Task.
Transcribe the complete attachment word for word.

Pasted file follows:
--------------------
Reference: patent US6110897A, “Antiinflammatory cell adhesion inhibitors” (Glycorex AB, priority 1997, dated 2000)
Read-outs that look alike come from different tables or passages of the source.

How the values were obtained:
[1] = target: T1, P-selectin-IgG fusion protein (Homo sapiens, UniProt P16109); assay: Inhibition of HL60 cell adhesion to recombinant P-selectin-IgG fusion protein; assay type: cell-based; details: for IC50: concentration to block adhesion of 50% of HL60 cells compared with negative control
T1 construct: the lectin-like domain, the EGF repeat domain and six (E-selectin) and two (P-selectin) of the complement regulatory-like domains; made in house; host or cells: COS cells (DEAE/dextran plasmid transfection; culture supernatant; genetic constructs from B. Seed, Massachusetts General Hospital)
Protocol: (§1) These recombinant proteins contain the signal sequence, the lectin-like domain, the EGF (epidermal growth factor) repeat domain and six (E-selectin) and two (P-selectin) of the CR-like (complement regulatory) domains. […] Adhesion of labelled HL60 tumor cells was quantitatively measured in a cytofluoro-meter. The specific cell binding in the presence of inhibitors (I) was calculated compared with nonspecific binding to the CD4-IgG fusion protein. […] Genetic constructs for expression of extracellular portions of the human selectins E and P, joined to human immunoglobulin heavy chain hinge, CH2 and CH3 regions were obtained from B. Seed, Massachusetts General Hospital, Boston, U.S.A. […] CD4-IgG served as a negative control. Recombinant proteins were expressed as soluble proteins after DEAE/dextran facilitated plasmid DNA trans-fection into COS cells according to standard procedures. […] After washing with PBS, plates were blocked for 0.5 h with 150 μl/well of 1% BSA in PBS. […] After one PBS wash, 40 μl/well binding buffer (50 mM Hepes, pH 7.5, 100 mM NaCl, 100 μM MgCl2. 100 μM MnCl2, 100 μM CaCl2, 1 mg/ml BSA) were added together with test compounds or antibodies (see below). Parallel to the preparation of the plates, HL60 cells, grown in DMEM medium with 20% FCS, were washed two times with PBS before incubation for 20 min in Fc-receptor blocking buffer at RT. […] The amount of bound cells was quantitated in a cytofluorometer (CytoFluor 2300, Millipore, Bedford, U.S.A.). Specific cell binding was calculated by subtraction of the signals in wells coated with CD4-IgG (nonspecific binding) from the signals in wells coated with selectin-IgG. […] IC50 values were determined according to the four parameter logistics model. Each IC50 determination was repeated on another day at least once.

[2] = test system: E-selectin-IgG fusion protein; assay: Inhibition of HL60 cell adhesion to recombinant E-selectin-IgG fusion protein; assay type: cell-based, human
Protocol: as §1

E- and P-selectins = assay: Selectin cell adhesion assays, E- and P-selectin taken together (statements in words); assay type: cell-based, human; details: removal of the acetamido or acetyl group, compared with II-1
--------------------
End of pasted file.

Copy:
Reference: patent US6110897A, “Antiinflammatory cell adhesion inhibitors” (Glycorex AB, priority 1997, dated 2000)
Read-outs that look alike come from different tables or passages of the source.

How the values were obtained:
[1] = target: T1, P-selectin-IgG fusion protein (Homo sapiens, UniProt P16109); assay: Inhibition of HL60 cell adhesion to recombinant P-selectin-IgG fusion protein; assay type: cell-based; details: for IC50: concentration to block adhesion of 50% of HL60 cells compared with negative control
T1 construct: the lectin-like domain, the EGF repeat domain and six (E-selectin) and two (P-selectin) of the complement regulatory-like domains; made in house; host or cells: COS cells (DEAE/dextran plasmid transfection; culture supernatant; genetic constructs from B. Seed, Massachusetts General Hospital)
Protocol: (§1) These recombinant proteins contain the signal sequence, the lectin-like domain, the EGF (epidermal growth factor) repeat domain and six (E-selectin) and two (P-selectin) of the CR-like (complement regulatory) domains. […] Adhesion of labelled HL60 tumor cells was quantitatively measured in a cytofluoro-meter. The specific cell binding in the presence of inhibitors (I) was calculated compared with nonspecific binding to the CD4-IgG fusion protein. […] Genetic constructs for expression of extracellular portions of the human selectins E and P, joined to human immunoglobulin heavy chain hinge, CH2 and CH3 regions were obtained from B. Seed, Massachusetts General Hospital, Boston, U.S.A. […] CD4-IgG served as a negative control. Recombinant proteins were expressed as soluble proteins after DEAE/dextran facilitated plasmid DNA trans-fection into COS cells according to standard procedures. […] After washing with PBS, plates were blocked for 0.5 h with 150 μl/well of 1% BSA in PBS. […] After one PBS wash, 40 μl/well binding buffer (50 mM Hepes, pH 7.5, 100 mM NaCl, 100 μM MgCl2. 100 μM MnCl2, 100 μM CaCl2, 1 mg/ml BSA) were added together with test compounds or antibodies (see below). Parallel to the preparation of the plates, HL60 cells, grown in DMEM medium with 20% FCS, were washed two times with PBS before incubation for 20 min in Fc-receptor blocking buffer at RT. […] The amount of bound cells was quantitated in a cytofluorometer (CytoFluor 2300, Millipore, Bedford, U.S.A.). Specific cell binding was calculated by subtraction of the signals in wells coated with CD4-IgG (nonspecific binding) from the signals in wells coated with selectin-IgG. […] IC50 values were determined according to the four parameter logistics model. Each IC50 determination was repeated on another day at least once.

[2] = test system: E-selectin-IgG fusion protein; assay: Inhibition of HL60 cell adhesion to recombinant E-selectin-IgG fusion protein; assay type: cell-based, human
Protocol: as §1

E- and P-selectins = assay: Selectin cell adhesion assays, E- and P-selectin taken together (statements in words); assay type: cell-based, human; details: removal of the acetamido or acetyl group, compared with II-1